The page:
Consider MFG, a manufacturer of highly engineered products. MFG's business operations doubled in size through two acquisitions over two years. Even though its business units used the same ERP system, there were significant configuration differences that made it impossible to realize operational synergies. Two MFG divisions, A and B, represented configuration extremes. Division A had allowed its ERP system to be so heavily customized that an upgrade to the ERP software was nearly impossible, and a complete reimplementation was needed. In contrast, Division B allowed very little customization. While this approach met the aggressive implementation schedule, it led to numerous usability challenges. Over the years, hundreds of user-developed point applications were built in Microsoft Access or Excel, and many of them became critical components of business processes. Even though Division B's core ERP was highly standardized, the overall applications environment, including user-built applications, was far from standard and posed significant migration challenges.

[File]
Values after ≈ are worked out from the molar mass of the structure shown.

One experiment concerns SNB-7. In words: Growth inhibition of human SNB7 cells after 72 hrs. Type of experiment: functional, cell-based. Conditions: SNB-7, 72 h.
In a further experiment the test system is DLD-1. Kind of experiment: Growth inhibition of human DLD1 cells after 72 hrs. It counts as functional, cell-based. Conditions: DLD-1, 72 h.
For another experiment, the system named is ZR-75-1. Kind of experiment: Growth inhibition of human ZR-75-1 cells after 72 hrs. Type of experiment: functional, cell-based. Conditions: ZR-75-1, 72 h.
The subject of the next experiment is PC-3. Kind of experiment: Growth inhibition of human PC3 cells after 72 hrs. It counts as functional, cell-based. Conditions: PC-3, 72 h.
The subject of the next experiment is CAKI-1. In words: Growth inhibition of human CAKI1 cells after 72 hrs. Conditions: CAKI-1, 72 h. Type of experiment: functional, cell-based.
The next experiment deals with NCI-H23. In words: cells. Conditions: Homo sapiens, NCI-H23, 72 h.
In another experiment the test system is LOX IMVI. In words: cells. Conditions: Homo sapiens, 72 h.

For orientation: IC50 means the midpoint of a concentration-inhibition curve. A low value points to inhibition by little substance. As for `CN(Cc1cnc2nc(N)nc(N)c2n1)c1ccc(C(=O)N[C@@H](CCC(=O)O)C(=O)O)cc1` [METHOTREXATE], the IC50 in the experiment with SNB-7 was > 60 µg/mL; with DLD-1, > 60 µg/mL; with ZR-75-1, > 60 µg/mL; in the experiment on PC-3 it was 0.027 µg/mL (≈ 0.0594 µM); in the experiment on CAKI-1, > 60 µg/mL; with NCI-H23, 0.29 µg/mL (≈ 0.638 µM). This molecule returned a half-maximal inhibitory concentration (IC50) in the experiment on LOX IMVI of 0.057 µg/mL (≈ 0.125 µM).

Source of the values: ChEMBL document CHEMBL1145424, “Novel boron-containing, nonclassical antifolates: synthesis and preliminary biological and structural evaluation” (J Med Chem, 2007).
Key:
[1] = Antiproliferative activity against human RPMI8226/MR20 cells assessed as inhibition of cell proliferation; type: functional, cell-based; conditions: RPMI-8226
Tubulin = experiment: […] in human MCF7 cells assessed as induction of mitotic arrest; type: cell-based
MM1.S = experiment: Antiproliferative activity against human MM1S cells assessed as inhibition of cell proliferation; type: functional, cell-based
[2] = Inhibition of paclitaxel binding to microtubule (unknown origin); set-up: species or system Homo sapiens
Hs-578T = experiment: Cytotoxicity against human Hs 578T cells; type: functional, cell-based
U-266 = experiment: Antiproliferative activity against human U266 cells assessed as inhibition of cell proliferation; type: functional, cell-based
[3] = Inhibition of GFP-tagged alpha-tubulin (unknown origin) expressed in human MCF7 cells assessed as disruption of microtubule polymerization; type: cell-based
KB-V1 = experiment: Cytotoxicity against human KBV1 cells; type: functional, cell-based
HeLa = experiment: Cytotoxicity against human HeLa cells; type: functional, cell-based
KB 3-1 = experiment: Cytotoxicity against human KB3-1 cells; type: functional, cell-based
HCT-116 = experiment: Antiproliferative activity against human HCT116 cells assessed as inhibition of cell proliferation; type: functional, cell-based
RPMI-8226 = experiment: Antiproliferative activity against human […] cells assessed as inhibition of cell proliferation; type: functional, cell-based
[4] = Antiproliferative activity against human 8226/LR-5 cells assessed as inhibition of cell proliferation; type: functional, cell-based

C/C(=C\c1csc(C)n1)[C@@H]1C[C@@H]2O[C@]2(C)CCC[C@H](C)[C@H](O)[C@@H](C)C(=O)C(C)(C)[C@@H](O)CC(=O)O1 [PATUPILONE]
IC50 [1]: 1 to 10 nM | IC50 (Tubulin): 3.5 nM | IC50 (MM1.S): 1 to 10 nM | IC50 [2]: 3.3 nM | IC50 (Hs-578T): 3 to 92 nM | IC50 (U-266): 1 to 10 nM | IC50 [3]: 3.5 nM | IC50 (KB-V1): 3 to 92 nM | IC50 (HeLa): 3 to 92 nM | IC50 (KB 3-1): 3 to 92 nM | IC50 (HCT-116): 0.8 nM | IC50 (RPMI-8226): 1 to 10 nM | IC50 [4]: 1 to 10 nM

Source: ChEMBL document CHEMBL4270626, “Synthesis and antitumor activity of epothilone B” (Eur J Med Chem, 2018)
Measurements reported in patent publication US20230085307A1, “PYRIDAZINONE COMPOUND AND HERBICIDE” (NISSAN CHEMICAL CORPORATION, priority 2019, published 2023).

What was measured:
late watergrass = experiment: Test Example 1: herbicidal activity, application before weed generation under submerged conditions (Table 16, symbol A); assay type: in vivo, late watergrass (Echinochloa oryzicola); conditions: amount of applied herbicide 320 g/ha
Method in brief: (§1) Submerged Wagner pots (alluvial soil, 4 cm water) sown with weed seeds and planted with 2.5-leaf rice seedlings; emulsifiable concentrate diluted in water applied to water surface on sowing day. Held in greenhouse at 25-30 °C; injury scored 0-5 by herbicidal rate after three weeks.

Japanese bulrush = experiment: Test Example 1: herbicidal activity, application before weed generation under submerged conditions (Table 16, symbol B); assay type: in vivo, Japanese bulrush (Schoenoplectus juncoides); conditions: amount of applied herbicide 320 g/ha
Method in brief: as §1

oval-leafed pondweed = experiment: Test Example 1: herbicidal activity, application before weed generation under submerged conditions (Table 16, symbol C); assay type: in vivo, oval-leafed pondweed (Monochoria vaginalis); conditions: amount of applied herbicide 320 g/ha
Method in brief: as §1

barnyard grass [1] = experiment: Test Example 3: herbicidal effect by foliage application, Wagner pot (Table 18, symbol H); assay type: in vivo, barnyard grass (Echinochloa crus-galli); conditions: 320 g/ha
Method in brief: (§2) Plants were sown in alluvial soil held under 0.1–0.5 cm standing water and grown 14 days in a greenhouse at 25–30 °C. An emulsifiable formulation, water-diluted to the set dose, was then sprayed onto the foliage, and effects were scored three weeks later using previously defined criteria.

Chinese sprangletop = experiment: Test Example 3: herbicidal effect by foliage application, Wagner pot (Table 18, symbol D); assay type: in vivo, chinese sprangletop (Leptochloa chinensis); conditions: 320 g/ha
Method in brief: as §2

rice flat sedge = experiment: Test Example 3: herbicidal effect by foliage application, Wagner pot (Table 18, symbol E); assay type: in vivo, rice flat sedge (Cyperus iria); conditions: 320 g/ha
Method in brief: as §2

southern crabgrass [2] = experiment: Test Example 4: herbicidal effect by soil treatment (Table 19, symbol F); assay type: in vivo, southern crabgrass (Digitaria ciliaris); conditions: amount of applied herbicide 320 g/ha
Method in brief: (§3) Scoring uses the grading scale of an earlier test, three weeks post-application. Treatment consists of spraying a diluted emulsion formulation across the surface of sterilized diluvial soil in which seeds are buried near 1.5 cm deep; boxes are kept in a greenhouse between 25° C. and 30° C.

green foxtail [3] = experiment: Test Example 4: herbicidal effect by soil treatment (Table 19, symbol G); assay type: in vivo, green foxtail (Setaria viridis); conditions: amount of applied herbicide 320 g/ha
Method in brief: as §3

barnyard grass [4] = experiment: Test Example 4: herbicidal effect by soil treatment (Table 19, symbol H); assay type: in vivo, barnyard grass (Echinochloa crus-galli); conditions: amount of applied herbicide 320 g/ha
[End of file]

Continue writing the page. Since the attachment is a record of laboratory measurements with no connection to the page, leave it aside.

Important steps to corralling IT configuration and preserving the business mission at MFG included:
Establishing guidelines for customization. MFG's ERP standardization team determined the best balance between usability and standardization. It considered many factors, including availability of new reporting tools, migration utilities for upgrades, and automated menus based on security profiles. Implementation guidelines were used for the ERP upgrade that achieved harmonization among the various business units. First, users could build their own reports from standardized data sources in a data warehouse, thus eliminating the need for hundreds of custom-programmed reports. Second, additional system configuration was allowed only if justified by a clear business need and if it didn't require the code to be modified. Finally, security profiles were designed to allow broader system use.
Enabling data mining. Users should have tools to manipulate rich and timely data offline so as not to limit their creativity or require special IT programming to create reports. Data mining and other creative uses of available ERP data typically are best done with a data warehouse application, which often isn't included in the core ERP. To help maximize value from the data warehouse, MFG trained end users and proactively recruited super users for this application.